Photo taken by the City of Boulder.
- Align user and stakeholder needs
- Provide a recommended information architecture with the goal of increasing findability for information
- Offer content governance guidelines for government employees to ensure information is easily accessible and digestible for residents
- Produce findings that are immediately applicable and beneficial to the user experience
We employed a multi-method research approach to capture data across a wide audience of government and resident users. This approach included:
- Stakeholder Goal Setting Activities
- Employee Web Experience Survey
- Resident Web Experience Survey
- On-Site Feedback Collector
- Moderated Usability Testing
- Tree Testing
- Card Sorting
- Public Engagement
By gathering information from the aforementioned methods, we were able to triangulate findings to produce data-driven content and design recommendations for the City of Boulder website.
In total, we collected and reviewed data from:
- 5,323 feedback collector responses
- 325 survey responses
- Data on 15 tasks for tree testing with 61 users
- 312 goals (grouped and categorized) from internal stakeholders
- 6 moderated usability testing results
- 16 card sorting completions
- Various information captured from two public engagement events
All research data was aggregated and analyzed with qualitative coding as well as statistical measurement for quantitative feedback. Spanning three in-person trips to the City of Boulder, we were immersed in understanding frustrations that both government employees and residents encountered while using the city’s website. Our goal was to zero in on the most impactful recommendations that we could offer to improve the website’s user experience.
Findings & Results
After concatenating research findings across methodologies, key themes emerged allowing us to provide recommendations that could be enacted immediately as well as data-driven design requirements for a future website overhaul.
One of the most prominent findings we uncovered related to the organization of content between various government departments. As we discovered in our City of Gresham case study, residents oftentimes struggle to understand what each government department is responsible for such as what information they govern, what forms they hold, and how/when to contact them to complete an action. To remedy this difficulty, we created and validated a group of Service Hubs that combined information from various departments into a centralized topic level location. Over thirty hubs were detailed holding content like: Pets, Animals and Wildlife in Boulder, Parking, Housing Services, and Transportation. These hubs were designed to match user language and served as a central location that aggregated content from various government departments. This no longer required users to have implicit knowledge of which departments govern specific information.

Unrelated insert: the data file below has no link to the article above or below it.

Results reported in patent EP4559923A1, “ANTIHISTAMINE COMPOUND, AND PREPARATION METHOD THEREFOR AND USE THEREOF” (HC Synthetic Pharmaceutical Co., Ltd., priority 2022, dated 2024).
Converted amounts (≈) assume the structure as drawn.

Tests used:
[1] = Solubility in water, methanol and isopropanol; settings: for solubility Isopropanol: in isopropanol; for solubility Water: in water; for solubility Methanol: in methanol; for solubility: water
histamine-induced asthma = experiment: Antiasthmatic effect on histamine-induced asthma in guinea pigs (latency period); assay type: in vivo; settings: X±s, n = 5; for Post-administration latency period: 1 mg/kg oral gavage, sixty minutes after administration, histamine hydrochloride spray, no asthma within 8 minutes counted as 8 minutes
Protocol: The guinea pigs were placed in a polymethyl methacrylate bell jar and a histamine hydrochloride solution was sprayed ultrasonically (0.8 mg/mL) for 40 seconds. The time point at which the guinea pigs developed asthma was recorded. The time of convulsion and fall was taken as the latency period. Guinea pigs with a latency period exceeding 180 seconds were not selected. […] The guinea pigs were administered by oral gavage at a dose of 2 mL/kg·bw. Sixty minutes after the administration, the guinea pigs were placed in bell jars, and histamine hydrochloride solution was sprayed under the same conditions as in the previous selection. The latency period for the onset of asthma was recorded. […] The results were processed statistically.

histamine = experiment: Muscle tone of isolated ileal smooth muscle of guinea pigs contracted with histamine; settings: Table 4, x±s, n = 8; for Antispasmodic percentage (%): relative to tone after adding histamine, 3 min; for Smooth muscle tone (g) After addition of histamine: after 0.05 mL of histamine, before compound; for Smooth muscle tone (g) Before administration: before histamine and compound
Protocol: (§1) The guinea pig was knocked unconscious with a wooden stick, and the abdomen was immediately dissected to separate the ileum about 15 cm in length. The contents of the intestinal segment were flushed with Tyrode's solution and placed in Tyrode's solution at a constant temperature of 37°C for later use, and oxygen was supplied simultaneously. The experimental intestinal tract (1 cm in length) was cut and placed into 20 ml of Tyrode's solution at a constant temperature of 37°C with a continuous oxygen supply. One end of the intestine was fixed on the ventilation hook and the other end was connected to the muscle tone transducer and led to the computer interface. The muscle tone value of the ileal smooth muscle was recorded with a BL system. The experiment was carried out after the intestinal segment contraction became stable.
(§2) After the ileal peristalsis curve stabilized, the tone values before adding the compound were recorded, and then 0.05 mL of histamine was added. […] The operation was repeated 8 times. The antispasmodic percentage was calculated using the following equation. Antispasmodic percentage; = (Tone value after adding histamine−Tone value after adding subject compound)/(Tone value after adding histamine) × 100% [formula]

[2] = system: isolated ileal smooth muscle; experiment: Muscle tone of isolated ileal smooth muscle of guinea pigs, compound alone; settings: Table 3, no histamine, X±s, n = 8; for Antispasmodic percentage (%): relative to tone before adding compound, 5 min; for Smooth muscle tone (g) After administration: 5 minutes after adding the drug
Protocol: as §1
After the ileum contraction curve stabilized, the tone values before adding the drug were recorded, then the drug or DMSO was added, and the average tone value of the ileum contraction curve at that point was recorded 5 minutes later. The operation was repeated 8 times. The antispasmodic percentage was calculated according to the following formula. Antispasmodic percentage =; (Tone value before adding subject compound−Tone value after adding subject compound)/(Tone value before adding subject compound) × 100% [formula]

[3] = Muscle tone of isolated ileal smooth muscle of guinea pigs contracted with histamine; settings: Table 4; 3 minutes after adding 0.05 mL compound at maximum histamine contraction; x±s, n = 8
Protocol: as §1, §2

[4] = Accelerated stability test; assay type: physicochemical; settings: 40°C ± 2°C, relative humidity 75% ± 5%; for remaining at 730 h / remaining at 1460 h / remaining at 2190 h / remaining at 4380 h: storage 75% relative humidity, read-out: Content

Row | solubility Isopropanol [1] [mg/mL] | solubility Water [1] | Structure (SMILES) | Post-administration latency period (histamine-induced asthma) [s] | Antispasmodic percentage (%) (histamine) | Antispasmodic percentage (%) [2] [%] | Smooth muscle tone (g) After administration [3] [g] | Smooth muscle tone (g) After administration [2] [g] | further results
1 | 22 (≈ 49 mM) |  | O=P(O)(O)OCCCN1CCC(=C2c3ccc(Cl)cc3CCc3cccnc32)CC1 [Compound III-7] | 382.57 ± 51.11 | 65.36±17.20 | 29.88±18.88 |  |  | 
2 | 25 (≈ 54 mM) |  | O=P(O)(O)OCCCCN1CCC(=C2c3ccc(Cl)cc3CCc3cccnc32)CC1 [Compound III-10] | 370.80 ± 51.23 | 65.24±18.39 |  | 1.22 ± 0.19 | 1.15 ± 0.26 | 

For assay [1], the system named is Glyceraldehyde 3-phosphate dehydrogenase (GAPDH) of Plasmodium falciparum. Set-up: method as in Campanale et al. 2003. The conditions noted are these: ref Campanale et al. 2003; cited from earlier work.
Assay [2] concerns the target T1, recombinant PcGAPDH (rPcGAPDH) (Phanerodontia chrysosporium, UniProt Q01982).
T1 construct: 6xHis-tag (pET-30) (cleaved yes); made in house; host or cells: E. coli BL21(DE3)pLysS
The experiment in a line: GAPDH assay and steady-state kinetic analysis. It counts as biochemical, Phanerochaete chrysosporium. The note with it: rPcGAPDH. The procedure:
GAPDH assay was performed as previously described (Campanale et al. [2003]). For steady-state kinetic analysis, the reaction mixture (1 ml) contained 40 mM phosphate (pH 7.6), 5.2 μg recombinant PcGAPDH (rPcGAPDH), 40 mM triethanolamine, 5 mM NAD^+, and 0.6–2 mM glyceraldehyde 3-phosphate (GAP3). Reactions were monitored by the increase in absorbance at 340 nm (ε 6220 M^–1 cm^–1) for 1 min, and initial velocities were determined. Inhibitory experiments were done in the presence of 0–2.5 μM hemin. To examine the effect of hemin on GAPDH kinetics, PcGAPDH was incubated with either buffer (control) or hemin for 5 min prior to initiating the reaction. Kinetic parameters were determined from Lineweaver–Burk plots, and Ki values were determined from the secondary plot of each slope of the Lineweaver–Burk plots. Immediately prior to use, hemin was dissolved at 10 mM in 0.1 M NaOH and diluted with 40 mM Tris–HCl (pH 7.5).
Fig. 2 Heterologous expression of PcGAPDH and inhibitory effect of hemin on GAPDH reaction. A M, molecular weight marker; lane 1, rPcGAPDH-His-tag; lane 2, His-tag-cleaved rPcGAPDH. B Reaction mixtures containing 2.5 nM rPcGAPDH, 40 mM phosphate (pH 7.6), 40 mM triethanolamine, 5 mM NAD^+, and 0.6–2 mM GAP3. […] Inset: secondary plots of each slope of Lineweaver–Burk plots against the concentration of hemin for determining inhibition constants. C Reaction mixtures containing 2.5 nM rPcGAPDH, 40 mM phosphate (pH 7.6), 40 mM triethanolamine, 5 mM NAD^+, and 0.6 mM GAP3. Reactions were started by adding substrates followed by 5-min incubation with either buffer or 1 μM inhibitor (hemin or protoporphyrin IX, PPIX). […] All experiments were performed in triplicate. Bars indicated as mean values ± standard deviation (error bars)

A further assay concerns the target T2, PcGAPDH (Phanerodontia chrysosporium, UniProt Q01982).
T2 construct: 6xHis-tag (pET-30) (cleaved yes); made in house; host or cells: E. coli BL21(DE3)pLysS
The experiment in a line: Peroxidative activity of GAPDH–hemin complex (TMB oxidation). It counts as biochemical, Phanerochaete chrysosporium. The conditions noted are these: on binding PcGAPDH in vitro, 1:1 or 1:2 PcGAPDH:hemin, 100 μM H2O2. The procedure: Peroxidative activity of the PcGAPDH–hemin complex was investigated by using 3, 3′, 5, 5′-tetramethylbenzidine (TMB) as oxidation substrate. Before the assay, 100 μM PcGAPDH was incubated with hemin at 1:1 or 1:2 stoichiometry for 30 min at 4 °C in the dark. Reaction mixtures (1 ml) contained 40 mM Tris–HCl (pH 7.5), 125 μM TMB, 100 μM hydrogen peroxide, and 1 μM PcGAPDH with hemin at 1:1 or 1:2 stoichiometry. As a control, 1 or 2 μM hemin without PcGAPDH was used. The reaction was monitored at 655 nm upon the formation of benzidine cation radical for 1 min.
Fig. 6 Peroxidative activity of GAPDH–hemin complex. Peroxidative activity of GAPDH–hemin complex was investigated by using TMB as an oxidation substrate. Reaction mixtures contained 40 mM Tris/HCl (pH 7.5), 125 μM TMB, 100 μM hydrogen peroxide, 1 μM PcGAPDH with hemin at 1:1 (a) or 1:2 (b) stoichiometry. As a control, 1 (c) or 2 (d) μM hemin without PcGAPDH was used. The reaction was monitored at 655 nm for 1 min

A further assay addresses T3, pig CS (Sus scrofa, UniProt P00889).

From two rounds of tree testing over 15 top user tasks such as “You’re looking for information about red light cameras in Boulder. Where would you find this information?” we were able to show a success rate increase of 21% over all tasks from 63% in the existing architecture to 84% in our proposed navigation. This increase will ultimately allow users to find the website content they are looking for more readily as well as decreasing phone calls to the city offices.
Further, we offered designed templates in the form of How-To Guides as well as strategically determining which website content would benefit from a step-by-step approach to increase the digestibility of the content. For the most part, this content already existed on the site, but organizing it in a more effective way would allow users to quickly scan content to determine the steps they need to take for tasks like applying for affordable housing or pet registration. Because this content existed previously, it was simply a matter of reformatting it with our proposed guidelines to allow for a more successful user experience.
Finally, the work does not end here. A main focus of this project was iterative improvement for the city’s website. Feedback collectors placed around the website collected information regarding if users were able to find the information they were looking for on specific webpages. With over 5,000 responses, we initially measured that users were finding the information they were looking for at roughly a rate of 72%. As iterative updates are made, we provide guidance on how to keep track of these metrics so that quantitative measurements can be made on where the website is improving and where it still needs work.
- Research Findings Report
- Design Requirements
- Recommended Information Architecture
- User Personas
- Content Governance Guidelines
- Prioritized Executable Steps Guidelines
- Data Interpretation Training